When the 2020 Golden Globe nominations were announced in December, all the talk was about how streaming services dominated traditional Hollywood: Netflix got 34 nominations, more than any other studio or network (including 17 film nominations, more than doubling second-place Sony’s eight); Amazon Prime got eight; Hulu got five; and Apple TV+ got three. ABC, NBC, and CBS got zero.
But make no mistake: Hollywood has firmly entered an era in which streaming companies will define prestige content and awards seasons. Netflix isn’t going anywhere, and its spending plans ensure that. Netflix spent $15 billion on original content in 2019, and raised more than $4 billion in debt to fund more original content in 2020. It isn’t clear exactly how much Netflix will spend on original content in 2020 – CEO Reed Hastings said earlier this year, “We plan on taking spend up quite a bit.” But with Disney+ gaining steam, WarnerMedia launching HBO Max, and NBC launching Peacock, you can bet it will be more than the 2019 spend.
Netflix’s spending concerns some shareholders, but Bank of America analyst Nat Schindler says there’s no reason for alarm: “Their operating margins are going through the roof very quickly, so they can spend off their real earnings.” Netflix stock rose about 4,000% from 2010 through the end of 2019, though it only rose 25% in 2019; it now has 158 million global subscribers.
Golden Globes host Ricky Gervais joked early in his monologue, “This show should just be me going, ‘Well done, Netflix, you win everything, goodnight.’” The joke was very telling. Hollywood now sees Netflix as the Goliath of awards season.
Hollywood types this year were either impressed enough by Netflix to make such jokes, or threatened enough to be bothered by such jokes. When “1917” won Best Motion Picture Drama, director Sam Mendes said in his speech, “I hope this means that people will turn up and see this on the big screen, the way it was intended,” a clear jab at Netflix and “The Irishman.” When HBO’s “Chernobyl” won Best Limited Series or Motion Picture, the show’s star Jared Harris said in his speech, “It’s not all about Netflix. Sorry, Netflix.”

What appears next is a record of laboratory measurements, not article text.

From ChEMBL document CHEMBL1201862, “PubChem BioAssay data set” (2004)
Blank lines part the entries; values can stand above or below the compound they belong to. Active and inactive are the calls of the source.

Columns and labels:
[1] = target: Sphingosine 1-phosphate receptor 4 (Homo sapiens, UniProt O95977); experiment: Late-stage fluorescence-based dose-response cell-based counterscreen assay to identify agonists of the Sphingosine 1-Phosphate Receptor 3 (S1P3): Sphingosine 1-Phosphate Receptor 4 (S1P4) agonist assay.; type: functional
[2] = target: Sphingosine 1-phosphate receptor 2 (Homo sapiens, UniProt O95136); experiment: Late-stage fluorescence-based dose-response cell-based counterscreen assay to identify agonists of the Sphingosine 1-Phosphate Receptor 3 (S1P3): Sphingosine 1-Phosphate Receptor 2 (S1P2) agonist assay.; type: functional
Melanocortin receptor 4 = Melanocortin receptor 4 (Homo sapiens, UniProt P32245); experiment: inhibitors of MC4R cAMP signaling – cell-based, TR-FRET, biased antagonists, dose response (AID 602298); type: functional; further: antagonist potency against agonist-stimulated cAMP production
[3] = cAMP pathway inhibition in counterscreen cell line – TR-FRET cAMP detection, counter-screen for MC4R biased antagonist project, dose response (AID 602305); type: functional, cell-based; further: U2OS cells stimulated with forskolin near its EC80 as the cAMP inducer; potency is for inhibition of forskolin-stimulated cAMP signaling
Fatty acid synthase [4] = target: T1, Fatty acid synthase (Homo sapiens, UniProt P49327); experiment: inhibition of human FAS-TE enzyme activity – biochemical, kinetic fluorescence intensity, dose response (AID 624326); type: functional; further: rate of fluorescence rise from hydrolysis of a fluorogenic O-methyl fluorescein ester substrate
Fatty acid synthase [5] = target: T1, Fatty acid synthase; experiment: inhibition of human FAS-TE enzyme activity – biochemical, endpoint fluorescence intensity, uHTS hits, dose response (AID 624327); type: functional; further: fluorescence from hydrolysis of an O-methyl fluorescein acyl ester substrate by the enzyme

Sure, it’s not all about Netflix, but it is certainly all about streaming. Netflix won two statues, both for acting (Laura Dern for the original film “Marriage Story” and Olivia Colman for the original series “The Crown”); Amazon won two, both for “Fleabag” (Best TV Series, Musical or Comedy and Best Actress); and Disney-owned Hulu won two for acting (Patricia Arquette in “The Act” and Ramy Youseff in “Ramy”). That’s six total wins for streaming services, tying last year, when Netflix won five and Amazon (AMZN) won one.
If Netflix is to be painted as a big loser of the night, then Apple (AAPL) was the biggest loser, with zero wins. Apple CEO Tim Cook also had to sit through a damaging joke from host Ricky Gervais, who said Apple uses “sweatshops in China.”
HBO won four statues this year (two for “Chernobyl” and two for “Succession”), and in a sense lies somewhere between the pure-play streaming names and the traditional Hollywood studios, since so much viewing of HBO’s shows now happens via streaming, and since HBO’s biggest test of 2020 will be the launch of its new HBO Max service.
Netflix last week tweeted out a thread of all 29 original films coming to the service in 2020, a dizzying list. In 2019, it put out 371 new original shows, and averaged one new show or movie released per day. In 2020, the streaming wars will continue, with Netflix, Disney, Apple, NBC, and AT&T spending billions on original content—prestige shows and movies that will show up again in the next awards season.
Daniel Roberts is an editor-at-large at Yahoo Finance and closely covers Netflix, Disney, and the streaming wars. Follow him on Twitter at @readDanwrite.